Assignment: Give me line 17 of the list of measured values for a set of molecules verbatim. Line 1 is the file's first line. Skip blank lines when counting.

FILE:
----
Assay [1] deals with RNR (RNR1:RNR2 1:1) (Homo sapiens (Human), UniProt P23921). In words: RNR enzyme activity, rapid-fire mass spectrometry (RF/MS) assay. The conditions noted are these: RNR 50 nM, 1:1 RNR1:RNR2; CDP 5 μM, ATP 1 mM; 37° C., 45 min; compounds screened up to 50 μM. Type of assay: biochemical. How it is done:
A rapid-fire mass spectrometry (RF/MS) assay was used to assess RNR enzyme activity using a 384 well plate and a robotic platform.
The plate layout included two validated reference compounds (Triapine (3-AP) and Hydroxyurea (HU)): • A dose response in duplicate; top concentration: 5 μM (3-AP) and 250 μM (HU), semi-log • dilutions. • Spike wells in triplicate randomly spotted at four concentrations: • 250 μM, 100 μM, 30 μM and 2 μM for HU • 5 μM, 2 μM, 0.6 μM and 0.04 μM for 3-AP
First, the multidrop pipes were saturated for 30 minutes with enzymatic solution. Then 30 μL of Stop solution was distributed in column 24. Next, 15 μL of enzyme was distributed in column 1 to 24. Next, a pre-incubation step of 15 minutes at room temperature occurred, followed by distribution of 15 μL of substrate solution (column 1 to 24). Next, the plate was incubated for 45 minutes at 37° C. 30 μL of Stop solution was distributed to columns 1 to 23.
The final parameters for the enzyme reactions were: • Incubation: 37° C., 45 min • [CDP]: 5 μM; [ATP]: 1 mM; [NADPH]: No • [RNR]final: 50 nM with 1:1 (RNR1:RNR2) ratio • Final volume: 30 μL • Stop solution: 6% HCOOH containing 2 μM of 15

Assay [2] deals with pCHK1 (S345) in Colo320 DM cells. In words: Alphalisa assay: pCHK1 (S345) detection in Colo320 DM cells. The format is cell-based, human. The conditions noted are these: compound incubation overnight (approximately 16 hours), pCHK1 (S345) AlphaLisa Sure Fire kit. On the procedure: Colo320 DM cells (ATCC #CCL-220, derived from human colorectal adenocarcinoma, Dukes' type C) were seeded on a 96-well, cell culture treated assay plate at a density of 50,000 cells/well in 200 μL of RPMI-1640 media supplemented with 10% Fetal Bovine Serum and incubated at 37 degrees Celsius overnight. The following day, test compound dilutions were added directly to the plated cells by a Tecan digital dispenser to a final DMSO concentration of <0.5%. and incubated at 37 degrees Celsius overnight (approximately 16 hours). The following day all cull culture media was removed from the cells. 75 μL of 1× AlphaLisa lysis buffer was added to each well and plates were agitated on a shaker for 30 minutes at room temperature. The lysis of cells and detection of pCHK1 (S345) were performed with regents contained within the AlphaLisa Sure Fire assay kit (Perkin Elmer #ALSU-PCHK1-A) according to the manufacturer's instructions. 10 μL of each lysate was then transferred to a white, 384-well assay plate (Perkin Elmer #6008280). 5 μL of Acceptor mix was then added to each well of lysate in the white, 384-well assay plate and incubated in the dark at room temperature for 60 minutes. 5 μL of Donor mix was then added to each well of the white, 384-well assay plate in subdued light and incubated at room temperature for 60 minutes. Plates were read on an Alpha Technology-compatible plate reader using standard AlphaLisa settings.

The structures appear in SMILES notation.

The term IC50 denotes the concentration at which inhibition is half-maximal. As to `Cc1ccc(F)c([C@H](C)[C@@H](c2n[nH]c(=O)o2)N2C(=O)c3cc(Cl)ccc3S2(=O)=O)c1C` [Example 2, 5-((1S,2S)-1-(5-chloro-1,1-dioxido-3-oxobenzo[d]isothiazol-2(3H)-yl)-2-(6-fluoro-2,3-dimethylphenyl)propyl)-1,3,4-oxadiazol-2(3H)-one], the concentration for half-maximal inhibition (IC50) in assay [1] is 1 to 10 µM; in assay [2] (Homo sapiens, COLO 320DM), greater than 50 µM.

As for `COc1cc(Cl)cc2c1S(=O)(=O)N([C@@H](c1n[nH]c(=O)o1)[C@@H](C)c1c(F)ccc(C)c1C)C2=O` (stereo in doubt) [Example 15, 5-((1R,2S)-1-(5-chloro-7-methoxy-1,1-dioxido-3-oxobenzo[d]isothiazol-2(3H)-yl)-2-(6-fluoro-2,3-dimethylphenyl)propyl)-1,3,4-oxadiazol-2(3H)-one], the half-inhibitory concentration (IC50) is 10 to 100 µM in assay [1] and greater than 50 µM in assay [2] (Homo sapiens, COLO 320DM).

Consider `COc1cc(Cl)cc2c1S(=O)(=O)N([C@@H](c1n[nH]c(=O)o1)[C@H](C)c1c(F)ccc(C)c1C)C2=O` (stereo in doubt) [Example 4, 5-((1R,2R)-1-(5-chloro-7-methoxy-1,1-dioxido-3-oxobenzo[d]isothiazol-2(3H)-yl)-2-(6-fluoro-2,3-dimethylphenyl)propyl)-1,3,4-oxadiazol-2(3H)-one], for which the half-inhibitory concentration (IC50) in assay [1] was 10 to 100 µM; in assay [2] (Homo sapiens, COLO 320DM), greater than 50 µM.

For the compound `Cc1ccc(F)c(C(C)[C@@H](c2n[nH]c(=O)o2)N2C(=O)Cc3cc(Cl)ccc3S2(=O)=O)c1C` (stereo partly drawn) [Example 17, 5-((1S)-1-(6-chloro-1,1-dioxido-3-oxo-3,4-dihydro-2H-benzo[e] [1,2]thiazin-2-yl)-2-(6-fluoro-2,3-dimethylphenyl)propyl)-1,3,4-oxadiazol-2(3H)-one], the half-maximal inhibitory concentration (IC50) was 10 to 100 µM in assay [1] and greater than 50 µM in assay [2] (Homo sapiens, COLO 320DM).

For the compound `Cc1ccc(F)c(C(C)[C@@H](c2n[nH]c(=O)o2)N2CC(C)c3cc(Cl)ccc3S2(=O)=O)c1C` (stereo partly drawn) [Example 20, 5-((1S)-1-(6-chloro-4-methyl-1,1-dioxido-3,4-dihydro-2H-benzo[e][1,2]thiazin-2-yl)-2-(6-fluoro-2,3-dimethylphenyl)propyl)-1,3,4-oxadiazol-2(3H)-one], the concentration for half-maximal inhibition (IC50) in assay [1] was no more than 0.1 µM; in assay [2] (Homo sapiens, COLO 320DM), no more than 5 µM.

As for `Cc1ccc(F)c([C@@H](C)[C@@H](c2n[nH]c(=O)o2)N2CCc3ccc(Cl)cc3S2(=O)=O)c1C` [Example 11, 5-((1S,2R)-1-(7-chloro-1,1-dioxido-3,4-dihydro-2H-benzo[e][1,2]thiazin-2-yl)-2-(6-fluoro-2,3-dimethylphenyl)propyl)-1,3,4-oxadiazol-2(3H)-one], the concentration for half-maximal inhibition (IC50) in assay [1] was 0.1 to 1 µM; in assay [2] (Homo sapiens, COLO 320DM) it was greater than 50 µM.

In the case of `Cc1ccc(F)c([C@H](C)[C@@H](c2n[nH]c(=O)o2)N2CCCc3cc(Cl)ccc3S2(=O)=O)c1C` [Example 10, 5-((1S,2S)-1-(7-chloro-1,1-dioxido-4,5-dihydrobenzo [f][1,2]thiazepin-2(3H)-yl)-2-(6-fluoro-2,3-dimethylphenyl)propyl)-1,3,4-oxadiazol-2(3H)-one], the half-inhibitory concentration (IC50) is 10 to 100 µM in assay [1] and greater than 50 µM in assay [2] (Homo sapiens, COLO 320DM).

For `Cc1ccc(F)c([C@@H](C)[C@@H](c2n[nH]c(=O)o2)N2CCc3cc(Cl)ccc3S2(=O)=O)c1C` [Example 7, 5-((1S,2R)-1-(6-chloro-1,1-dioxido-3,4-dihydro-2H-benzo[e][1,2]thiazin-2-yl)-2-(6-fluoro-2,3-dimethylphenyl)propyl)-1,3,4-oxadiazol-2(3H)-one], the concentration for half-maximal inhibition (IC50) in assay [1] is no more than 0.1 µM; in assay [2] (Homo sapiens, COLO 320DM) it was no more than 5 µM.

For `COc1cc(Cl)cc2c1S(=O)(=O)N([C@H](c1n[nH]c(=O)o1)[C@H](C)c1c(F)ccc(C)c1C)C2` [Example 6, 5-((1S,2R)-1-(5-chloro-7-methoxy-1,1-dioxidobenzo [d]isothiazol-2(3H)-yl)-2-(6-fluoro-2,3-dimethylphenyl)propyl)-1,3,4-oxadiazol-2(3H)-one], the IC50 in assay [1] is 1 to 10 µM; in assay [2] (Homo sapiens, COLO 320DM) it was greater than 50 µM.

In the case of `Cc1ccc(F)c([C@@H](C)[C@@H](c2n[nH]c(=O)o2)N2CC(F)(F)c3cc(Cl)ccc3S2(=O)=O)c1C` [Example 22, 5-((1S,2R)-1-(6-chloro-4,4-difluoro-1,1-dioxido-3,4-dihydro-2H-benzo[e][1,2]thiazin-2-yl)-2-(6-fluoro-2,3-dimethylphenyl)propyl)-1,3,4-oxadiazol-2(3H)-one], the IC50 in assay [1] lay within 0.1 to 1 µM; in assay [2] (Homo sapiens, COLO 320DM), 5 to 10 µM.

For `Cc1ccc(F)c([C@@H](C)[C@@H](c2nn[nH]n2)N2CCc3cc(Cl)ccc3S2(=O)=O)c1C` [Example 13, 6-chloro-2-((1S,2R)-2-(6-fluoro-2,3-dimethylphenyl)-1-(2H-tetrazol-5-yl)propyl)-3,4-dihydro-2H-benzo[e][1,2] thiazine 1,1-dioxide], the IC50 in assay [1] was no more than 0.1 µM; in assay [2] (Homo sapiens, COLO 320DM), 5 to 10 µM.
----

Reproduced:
In the case of `Cc1ccc(F)c([C@@H](C)[C@@H](c2n[nH]c(=O)o2)N2CC(F)(F)c3cc(Cl)ccc3S2(=O)=O)c1C` [Example 22, 5-((1S,2R)-1-(6-chloro-4,4-difluoro-1,1-dioxido-3,4-dihydro-2H-benzo[e][1,2]thiazin-2-yl)-2-(6-fluoro-2,3-dimethylphenyl)propyl)-1,3,4-oxadiazol-2(3H)-one], the IC50 in assay [1] lay within 0.1 to 1 µM; in assay [2] (Homo sapiens, COLO 320DM), 5 to 10 µM.